Veterinary researcher receives $2 million NIH R01 grant to investigate influenza viruses in bats
Wednesday, Jan. 31, 2018
Wenjun Ma, associate professor of diagnostic medicine and pathobiology at Kansas State University, will use a more than $2 million grant from the National Institutes of Health to study bat influenza A-like viruses. | Download this photo.
MANHATTAN —Bats aren't only a threat for carrying rabies. These tiny, flying mammals are known to spread more than 60 different diseases, including influenza.
With help from a grant of $2,046,511 from the National Institutes of Health, a Kansas State University veterinary researcher will look at ways to curtail the influenza threat from bats.
"Influenza pandemics are typically caused by the emergence of novel influenza A viruses, which transmit efficiently within human populations that lack preexisting immunity," said Wenjun Ma, associate professor of diagnostic medicine and pathobiology at the university's College of Veterinary Medicine. Ma said that genome sequencing has been used to discover new viruses in bats that are now named as bat influenza A-like viruses, or BIALVs.
"Concerns were raised that these novel BIALVs — HL17NL10 and HL18NL11 — may pose significant spillover threats to humans," Ma said. "This is because antibodies to influenza A viruses and influenza B viruses have no cross-reactivity to novel BIALVs. To understand these novel viruses, reverse genetics have been established for both viruses."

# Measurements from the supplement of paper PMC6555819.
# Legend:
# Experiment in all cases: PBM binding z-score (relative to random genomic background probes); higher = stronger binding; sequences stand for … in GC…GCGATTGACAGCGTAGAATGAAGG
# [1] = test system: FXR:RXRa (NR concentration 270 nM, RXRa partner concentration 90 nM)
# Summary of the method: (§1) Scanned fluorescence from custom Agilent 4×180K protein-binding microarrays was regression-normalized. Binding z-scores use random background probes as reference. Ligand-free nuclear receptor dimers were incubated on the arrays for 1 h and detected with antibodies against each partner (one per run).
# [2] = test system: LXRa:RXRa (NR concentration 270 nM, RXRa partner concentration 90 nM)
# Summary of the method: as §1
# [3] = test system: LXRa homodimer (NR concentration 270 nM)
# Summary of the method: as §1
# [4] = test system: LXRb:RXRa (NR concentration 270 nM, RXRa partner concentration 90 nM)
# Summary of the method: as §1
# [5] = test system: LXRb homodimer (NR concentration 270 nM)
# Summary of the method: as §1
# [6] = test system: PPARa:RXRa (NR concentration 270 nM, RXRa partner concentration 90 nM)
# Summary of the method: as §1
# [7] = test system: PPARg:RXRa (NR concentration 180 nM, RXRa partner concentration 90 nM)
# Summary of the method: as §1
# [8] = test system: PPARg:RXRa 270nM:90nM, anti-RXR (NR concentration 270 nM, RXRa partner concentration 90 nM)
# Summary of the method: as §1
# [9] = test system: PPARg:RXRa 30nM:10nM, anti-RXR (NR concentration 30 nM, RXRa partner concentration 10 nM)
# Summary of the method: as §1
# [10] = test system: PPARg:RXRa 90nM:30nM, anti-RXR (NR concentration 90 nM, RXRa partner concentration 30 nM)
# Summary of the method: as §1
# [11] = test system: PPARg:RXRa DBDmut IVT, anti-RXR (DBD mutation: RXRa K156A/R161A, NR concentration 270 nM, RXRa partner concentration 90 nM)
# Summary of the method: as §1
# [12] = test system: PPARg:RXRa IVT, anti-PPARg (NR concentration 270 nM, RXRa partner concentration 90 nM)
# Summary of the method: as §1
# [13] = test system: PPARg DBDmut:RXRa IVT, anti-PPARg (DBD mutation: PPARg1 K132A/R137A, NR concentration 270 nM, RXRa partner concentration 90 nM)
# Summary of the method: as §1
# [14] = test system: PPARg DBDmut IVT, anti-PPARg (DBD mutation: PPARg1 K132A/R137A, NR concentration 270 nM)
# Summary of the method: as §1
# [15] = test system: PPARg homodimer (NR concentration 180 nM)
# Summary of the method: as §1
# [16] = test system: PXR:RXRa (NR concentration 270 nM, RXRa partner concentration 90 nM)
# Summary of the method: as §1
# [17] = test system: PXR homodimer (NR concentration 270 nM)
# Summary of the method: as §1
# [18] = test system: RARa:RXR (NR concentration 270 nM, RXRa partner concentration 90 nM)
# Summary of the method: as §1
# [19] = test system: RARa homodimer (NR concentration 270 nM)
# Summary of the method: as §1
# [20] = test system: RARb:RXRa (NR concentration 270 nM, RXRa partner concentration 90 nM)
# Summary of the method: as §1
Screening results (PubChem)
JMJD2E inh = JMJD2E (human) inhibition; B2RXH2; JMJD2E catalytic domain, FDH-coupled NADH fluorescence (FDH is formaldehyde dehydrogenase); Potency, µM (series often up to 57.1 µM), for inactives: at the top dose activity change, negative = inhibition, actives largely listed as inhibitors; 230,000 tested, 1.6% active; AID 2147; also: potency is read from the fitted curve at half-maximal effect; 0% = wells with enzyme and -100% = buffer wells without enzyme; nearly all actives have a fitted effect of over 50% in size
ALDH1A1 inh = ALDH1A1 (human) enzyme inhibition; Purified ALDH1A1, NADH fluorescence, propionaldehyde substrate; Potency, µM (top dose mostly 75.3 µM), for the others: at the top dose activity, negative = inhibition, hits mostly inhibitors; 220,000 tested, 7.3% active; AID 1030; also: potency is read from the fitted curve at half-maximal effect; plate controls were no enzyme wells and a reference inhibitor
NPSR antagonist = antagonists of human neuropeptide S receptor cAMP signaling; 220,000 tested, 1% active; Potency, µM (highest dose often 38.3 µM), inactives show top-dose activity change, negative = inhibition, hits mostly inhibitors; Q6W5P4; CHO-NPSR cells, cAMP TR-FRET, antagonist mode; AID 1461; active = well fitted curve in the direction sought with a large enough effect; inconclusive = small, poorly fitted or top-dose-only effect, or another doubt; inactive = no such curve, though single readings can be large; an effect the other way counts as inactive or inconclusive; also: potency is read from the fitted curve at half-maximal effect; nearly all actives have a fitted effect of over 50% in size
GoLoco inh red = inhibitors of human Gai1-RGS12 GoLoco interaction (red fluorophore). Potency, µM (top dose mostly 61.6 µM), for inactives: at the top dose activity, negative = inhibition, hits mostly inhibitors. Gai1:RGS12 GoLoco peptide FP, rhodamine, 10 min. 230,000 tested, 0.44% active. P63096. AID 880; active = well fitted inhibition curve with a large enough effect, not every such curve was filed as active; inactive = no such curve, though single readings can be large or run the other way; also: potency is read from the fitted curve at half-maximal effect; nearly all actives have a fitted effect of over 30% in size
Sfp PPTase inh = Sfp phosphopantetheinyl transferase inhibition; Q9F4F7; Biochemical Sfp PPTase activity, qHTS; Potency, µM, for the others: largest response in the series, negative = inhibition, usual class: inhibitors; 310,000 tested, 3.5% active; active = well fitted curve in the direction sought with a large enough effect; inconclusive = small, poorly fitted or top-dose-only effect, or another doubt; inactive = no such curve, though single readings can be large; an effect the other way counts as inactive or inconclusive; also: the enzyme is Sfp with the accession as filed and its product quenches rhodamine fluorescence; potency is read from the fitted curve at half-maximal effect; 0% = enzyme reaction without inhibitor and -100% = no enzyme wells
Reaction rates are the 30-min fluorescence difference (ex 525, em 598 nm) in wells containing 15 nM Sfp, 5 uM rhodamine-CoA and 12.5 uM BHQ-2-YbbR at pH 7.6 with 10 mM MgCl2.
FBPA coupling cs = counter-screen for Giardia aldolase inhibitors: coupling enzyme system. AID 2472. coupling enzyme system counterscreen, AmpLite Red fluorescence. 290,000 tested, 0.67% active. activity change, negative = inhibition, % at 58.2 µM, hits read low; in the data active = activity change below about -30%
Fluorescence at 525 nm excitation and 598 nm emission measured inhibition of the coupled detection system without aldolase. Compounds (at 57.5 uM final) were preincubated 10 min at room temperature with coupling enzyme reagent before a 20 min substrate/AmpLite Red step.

Ma said bats have been tested seropositive for influenza A viruses, frequently to the H9N2 viruses. Furthermore, bat cells from different species have been demonstrated to support human, swine and avian influenza A virus replication.
"Recent studies have shown that rescued BIALVs can infect canine and human cells," Ma said. "All facts suggest a zoonotic potential of novel bat viruses. However, little is known about the receptors of these novel viruses, infection and immunological responses in their natural hosts — bats — or how they are maintained and transmitted among their natural hosts."
Ma will try to address these important questions and his project also will study whether bats can be infected by influenza A viruses, and if they are infected, what role in the ecology of influenza A virus do these infections play.
"Significant knowledge is needed to understand these novel viruses and their potential as threats to other species, including humans," Ma said.
Ma hopes the results from his work will provide new insight into the biology and virology of novel bat influenza A-like viruses, reveal the association of identified viral sequences with bats, identify roles that bats may play in virus ecology, and address concerns regarding their potential threats to other species, including humans.